This is Shelley Spalding’s great post about her fantastic weekend in London. Shelley studies at Harlaxton College this spring. This is her comment on Facebook: “Here’s my London blog post! Enjoy reading it as much as I did writing it!”
Before we left for London on Thursday, Dr. Kingsley, the principal here at Harlaxton, gave us some anecdotes on his experience of the city. At the end, he read us this quote by Samuel Johnson, which I found to be beautiful and true.
“When a man is tired of London, he is tired of life; for there is in London all that life can afford.”
Never before in my life have I been in such a lively city such as London. They say that New York is the city that never sleeps, but the same goes for this one.
We arrived Thursday night and proceeded to a couple of pubs just to see what urban ones looked like, and they were great! Very friendly people with a fun atmosphere, and especially good food.
Next morning, we could never have foreshadowed the aches and pains that would plague our feet. Literally, we walked all day, and it was the type of day that you fall asleep the second your head hits the pillow. However, in no way whatsoever did that detract from how awesome the day was in itself. Friday we saw everything. Leicester Square. Trafalgar Square. Buckingham Palace. Piccadilly Circus. Big Ben. Houses of Parliament. The outside of Westminster. Call boxes. Shopping on Oxford Street at night (I got a skirt at H&M for 4 pounds!). The whole enchilada. And it was wonderful. For dinner, we had a cute little Italian place. For lunch, God’s gift to mankind: Pret-a-Manger.
Next day, we woke up and had an itinerary in our heads of how we wanted to spend our second day in London. Naturally, the entirety of it didn’t come to fruition, but that’s okay because we had some wonderful experiences in spite of this.
First, we ventured to the British Museum. Which is a famous ancient and medieval history museum that has FREE admission due to its sponsorship by the British government. So thanks for that, Britain. Good chap. According to our charming and witty British Studies professors, it’s just a collection of the booty brought back when Britain was practicing imperialism and conquering countries left and right. Which is a pretty accurate representation of it in my opinion.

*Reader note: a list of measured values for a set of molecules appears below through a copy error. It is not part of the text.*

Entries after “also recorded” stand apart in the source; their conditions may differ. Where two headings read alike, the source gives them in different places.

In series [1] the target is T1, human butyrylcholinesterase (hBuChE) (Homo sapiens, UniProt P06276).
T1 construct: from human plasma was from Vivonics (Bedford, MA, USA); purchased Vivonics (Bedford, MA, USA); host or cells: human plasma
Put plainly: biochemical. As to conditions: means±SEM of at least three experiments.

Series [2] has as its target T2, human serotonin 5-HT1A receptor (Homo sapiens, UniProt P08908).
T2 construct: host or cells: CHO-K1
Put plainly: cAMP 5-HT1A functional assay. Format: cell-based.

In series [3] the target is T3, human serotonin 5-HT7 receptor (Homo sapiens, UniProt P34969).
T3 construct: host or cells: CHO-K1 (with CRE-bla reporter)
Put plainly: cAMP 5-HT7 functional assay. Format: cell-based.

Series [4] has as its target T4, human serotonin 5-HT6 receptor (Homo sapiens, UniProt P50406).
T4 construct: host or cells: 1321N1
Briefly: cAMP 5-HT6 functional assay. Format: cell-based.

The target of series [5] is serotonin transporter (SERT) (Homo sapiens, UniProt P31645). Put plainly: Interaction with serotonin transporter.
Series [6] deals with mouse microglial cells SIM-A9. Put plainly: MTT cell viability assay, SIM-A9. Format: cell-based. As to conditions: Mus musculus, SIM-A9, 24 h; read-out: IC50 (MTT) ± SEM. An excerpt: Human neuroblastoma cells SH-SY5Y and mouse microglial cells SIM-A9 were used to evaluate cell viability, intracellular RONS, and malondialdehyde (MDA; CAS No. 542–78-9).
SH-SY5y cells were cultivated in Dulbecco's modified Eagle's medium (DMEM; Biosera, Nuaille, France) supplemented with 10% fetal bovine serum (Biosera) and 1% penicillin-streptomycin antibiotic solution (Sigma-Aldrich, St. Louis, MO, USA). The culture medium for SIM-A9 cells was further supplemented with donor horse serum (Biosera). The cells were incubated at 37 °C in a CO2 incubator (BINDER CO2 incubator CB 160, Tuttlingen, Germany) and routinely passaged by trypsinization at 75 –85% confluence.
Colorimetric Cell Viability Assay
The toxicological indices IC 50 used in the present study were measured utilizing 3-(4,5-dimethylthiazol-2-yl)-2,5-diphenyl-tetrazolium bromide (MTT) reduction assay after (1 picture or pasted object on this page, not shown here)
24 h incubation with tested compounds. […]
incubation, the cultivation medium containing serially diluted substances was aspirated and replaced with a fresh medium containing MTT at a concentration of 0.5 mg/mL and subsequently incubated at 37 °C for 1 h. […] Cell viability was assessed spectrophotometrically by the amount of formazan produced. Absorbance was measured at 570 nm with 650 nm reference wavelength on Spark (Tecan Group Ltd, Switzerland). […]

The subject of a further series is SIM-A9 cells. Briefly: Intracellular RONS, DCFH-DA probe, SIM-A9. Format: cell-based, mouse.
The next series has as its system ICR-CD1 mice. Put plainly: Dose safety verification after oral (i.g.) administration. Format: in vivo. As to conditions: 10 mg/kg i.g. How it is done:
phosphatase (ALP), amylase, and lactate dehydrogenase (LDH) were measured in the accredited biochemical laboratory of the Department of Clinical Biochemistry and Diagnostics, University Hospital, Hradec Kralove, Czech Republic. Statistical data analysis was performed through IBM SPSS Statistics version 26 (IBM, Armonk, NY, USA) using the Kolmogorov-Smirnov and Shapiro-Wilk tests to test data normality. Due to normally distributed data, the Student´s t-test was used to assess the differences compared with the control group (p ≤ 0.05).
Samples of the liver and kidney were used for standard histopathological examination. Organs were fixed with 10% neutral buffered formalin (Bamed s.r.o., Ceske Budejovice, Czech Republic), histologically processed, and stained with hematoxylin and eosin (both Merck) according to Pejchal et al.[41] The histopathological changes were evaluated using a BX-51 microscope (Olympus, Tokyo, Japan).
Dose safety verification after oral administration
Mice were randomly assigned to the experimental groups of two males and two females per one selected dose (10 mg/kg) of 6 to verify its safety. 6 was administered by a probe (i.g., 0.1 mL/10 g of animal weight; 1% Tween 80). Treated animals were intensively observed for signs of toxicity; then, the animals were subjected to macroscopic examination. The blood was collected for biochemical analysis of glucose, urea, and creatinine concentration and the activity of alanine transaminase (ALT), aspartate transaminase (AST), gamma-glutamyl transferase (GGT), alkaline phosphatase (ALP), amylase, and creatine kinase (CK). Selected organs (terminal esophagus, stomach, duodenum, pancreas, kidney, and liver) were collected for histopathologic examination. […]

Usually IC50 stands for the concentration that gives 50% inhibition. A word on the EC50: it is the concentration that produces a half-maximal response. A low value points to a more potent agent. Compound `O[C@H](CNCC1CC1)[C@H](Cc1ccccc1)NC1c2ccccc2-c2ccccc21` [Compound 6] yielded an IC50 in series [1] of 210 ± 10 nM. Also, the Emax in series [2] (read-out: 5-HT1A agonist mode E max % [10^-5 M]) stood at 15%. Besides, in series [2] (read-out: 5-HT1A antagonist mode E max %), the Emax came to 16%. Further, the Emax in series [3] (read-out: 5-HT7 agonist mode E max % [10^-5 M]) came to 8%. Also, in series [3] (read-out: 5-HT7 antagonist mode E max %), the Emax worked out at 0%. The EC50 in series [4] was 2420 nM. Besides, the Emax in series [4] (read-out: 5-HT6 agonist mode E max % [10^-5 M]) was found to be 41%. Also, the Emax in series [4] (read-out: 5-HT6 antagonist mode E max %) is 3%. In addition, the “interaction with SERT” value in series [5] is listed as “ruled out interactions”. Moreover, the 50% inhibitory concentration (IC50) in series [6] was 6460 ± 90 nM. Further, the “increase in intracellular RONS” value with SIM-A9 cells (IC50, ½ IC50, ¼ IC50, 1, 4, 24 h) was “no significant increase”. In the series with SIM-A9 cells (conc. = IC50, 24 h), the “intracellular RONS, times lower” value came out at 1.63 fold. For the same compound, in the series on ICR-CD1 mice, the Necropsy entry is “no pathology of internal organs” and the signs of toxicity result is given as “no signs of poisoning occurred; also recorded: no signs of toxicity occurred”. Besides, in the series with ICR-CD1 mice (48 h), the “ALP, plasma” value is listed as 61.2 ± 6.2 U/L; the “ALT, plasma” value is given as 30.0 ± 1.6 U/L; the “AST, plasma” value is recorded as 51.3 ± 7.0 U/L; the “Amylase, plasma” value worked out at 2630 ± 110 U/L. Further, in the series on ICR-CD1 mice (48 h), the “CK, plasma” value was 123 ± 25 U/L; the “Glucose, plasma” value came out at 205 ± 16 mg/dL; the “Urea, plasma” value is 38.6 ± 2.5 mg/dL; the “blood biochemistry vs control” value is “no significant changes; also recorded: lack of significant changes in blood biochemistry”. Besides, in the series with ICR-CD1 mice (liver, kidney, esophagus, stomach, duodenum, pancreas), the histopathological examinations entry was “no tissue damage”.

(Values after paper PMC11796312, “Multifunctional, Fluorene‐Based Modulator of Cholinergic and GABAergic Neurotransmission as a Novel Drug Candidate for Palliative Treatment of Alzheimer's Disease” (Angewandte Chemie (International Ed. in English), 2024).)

The museum was phenomenal. It had the Rosetta Stone. THE ROSETTA STONE. If you don’t know what that is, look it up. Not that I don’t want to tell you about it, it’s just the fact that it’s so important that I can’t fit it all here. And I wouldn’t tell you adequately. Even Wikipedia would do a better job than I. Plus, it had statues from the Parthenon. So much cool stuff.
Then, duh duh duhhhhhhhhhhhh. We had our first tube experience. Or as it’s called in the US, the subway. It was hard to get used to, but once we got the hang of it, we were addicted. An entire day’s pass for it was only 8 pounds! So worth it.
Then, we ventured to Westminster Abbey which was perhaps my favorite part of the weekend. So wonderful. If you ever go to London, take the tour of Westminster. It was phenomenal to go inside. All the big stuff happens there.
Sadly, after this, we didn’t make it to the Tower of London in time, so that was a shame! But instead, we saw the Globe Theatre and the Millennium Bridge, so not a bad trade. If you don’t know, the Millennium Bridge was dedicated in 2000 and was a famous scene in Harry Potter and the Half-Blood Prince. No biggie.
Afterwards, we chilled for the rest of the night! It was great! London was so cold this time of year, so we got some much needed heat in the hotel.
The next day, we headed back. But stopped by Hampton Court Palace: Henry VIII’s vacation home. So beautiful and grand. Lovely conclusion to the weekend! We went through a maze there and said that the first person to reach the Tri-Wizard cup would get a free lunch. I won, but no free lunch. Rats.
In all, London was bigger than I ever imagined. Giving it two day’s worth of traveling is unfair to it. It’s perhaps the most international city in the world, with so many influences from the globe, but it also has a certain charm to it that has maintained throughout Britain’s history.
Definitely a must-see when you stop in Europe.
Cheers (Brits say this when you do a kind gesture for them or something of the like),